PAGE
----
Depending upon the type of network or networks 419, the access requirements for the mobile device 100 may also vary. For example, in the Mobitex and DataTAC data networks, mobile devices are registered on the network using a unique identification number associated with each mobile device. In GPRS data networks, however, network access is associated with a subscriber or user of a mobile device. A GPRS device typically requires a subscriber identity module (“SIM”), which is required in order to operate a mobile device on a GPRS network. Local or non-network communication functions (if any) may be operable, without the SIM device, but a mobile device will be unable to carry out any functions involving communications over the data network 319, other than any legally required operations, such as ‘911’ emergency calling.
After any required network registration or activation procedures have been completed, the mobile device 100 may the send and receive communication signals, including both voice and data signals, over the networks 419. Signals received by the antenna 416 from the communication network 419 are routed to the receiver 412, which provides for signal amplification, frequency down conversion, filtering, channel selection, etc., and may also provide analog to digital conversion. Analog to digital conversion of the received signal allows more complex communication functions, such as digital demodulation and decoding to be performed using the DSP 420. In a similar manner, signals to be transmitted to the network 419 are processed, including modulation and encoding, for example, by the DSP 420 and are then provided to the transmitter 414 for digital to analog conversion, frequency up conversion, filtering, amplification and transmission to the communication network 419 via the antenna 418.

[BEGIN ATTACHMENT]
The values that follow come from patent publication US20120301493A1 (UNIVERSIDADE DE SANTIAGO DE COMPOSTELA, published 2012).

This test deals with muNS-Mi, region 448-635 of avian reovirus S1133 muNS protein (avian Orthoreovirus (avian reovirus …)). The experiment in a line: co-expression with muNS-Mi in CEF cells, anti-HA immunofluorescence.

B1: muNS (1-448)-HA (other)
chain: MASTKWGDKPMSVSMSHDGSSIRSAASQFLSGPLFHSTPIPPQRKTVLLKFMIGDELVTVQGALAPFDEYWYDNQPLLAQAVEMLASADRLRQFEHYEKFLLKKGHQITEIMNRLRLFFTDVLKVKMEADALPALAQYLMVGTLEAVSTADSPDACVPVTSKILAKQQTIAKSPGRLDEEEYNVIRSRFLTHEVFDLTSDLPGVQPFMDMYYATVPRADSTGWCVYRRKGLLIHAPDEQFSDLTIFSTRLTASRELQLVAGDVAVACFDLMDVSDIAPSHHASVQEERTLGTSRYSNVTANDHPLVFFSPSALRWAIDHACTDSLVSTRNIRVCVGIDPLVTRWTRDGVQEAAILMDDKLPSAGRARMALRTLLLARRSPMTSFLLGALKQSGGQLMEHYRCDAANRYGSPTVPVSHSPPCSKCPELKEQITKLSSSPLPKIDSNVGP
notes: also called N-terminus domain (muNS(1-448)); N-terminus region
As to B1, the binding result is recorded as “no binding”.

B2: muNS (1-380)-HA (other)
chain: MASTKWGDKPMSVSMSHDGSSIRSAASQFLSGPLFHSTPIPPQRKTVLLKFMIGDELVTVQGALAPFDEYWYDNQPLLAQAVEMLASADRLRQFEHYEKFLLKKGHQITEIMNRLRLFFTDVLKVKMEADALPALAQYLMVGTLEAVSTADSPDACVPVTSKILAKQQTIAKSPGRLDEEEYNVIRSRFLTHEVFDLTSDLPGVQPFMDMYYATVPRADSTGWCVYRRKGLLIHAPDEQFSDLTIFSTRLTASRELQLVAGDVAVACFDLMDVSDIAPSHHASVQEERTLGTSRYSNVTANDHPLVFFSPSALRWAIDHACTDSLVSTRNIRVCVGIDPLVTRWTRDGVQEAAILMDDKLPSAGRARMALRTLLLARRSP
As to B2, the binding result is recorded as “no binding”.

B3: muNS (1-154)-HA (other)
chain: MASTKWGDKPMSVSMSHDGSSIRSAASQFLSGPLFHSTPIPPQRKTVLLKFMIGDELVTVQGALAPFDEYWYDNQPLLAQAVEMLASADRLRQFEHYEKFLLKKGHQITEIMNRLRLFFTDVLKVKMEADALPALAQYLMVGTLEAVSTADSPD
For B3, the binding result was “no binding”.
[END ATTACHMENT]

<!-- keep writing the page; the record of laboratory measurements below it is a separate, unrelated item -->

In addition to processing the communication signals, the DSP 420 also provides for transceiver control. For example, the gain levels applied to communication signals in the receiver 412 and the transmitter 414 may be adaptively controlled through automatic gain control algorithms implemented in the DSP 420. Other transceiver control algorithms could also be implemented in the DSP 420 in order to provide more sophisticated control of the transceiver 411.
The microprocessor 438 preferably manages and controls the overall operation of the mobile device 100. Many types of microprocessors or microcontrollers could be used here, or, alternatively, a single DSP 420 could be used to carry out the functions of the microprocessor 438. Low-level communication functions, including at least data and voice communications, are performed through the DSP 420 in the transceiver 411. Other, high-level communication applications, such as a voice communication application 424A, and a data communication application 424B may be stored in the non-volatile memory 424 for execution by the microprocessor 438. For example, the voice communication module 424A may provide a high-level user interface operable to transmit and receive voice calls between the mobile device 100 and a plurality of other voice or dual-mode devices via the network 419. Similarly, the data communication module 424B may provide a high-level user interface operable for sending and receiving data, such as e-mail messages, files, organizer information, short text messages, etc., between the mobile device 100 and a plurality of other data devices via the networks 419. The microprocessor 438 also interacts with other device subsystems, such as the display 422, the RAM 426, the auxiliary input/output (I/O) subsystems 428, the serial port 430, the keyboard 432, the speaker 434, the microphone 436, the short-range communications subsystem 440 and any other device subsystems generally designated as 442.